Cox, who was admitted into Melbourne's prestigious animation and interactive media course at the RMIT University, first caught the attention of Melbourne's art world with his puppet animation "Whyspers", which won first prize in a national contest for animation students. He since went on to win Australian animation and film awards, and his works have been screened in European short film and animation festivals.

In "Whyspers", puppets made of polystyrene inhabit a bizarre universe. Messengers carry balls between giant humanoid towers erected to Gods. Their message delivery system gets corrupted by flying snakes, who masquerade themselves as the messengers to get into the towers, but the change is for the good and revitalizes the Gods.

Cox, who also studied Mandarin, said his inspiration came from studying Chinese.

"The towers are like the tower of Babel," he says.

Noting from his studies how Chinese has changed and mutated with time, Cox says the system in his puppet animation ultimately "is corrupted but corrupted for the good."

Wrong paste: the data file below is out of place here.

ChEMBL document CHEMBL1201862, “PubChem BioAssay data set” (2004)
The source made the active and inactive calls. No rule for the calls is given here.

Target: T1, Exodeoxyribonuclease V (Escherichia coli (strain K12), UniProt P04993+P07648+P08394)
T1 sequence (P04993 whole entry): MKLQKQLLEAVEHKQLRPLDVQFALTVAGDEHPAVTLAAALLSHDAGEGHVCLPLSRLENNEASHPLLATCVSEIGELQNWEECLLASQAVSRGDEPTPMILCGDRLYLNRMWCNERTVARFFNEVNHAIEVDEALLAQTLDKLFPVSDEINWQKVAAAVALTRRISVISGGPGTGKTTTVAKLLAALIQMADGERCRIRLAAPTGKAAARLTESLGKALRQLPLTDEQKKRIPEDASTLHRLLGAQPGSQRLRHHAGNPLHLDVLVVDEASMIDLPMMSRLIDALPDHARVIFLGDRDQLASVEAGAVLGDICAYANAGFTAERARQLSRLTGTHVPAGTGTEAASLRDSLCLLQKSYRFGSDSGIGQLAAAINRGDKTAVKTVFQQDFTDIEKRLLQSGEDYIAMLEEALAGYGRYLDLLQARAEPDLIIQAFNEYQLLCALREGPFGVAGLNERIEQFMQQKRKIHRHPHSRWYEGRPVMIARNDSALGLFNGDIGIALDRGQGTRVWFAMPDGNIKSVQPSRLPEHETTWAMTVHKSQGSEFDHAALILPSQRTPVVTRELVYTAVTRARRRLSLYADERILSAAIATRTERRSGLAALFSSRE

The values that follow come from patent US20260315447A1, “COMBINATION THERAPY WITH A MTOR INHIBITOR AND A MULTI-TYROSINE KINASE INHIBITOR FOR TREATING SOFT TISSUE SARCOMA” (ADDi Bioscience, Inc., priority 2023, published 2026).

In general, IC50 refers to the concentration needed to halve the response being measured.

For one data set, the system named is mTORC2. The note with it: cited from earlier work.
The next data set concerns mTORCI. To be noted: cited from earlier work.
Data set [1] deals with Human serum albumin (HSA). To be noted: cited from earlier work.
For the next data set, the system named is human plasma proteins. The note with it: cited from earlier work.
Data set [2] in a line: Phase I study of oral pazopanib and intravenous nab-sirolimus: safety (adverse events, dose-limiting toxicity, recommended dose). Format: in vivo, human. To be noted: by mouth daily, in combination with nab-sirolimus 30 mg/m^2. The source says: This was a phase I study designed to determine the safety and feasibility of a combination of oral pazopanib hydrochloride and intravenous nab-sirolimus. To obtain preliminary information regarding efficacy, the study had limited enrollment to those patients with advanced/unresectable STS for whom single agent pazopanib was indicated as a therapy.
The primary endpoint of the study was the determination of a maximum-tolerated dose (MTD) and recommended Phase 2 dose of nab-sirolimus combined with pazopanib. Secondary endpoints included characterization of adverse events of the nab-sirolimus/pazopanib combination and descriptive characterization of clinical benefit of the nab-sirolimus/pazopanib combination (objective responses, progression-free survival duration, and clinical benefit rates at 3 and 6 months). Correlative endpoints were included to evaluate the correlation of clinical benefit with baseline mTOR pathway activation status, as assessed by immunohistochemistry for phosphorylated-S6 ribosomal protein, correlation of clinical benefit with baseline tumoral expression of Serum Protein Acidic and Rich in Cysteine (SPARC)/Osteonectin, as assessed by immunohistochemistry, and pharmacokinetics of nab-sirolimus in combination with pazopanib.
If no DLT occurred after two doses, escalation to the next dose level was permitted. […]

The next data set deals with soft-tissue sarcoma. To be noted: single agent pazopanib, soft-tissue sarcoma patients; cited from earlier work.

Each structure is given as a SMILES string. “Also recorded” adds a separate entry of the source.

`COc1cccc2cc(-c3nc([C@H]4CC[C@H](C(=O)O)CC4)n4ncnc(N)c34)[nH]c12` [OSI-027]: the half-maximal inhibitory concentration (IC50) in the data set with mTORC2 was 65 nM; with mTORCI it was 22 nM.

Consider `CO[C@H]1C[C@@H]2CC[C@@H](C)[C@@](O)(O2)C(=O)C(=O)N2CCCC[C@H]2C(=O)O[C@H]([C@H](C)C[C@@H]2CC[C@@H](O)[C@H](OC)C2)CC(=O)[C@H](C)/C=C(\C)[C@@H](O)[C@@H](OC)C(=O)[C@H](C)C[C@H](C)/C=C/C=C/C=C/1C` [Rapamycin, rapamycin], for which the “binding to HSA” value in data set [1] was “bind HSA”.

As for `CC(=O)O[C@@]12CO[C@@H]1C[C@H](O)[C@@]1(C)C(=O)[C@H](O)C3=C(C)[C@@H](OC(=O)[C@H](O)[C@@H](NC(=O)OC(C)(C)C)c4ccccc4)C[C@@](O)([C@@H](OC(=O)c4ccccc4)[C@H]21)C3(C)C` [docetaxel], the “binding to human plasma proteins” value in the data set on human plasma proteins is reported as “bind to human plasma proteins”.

Cox, who is newly arrived in Taipei, says he plans to hold a series of projections featuring silhouette animations of moving figures on Taipei's tall buildings, possibly in Ximending or near large intersections. They will not be announced and are intended to take pedestrians by surprise.

Mejia and Altamirano are planning an exhibition. Cox is also planning video pieces to be screened on a television monitor at the village. Rae has returned to the U.S. but is in talks to return to Taiwan for an exhibition. For further information, contact the Taipei Artist Village at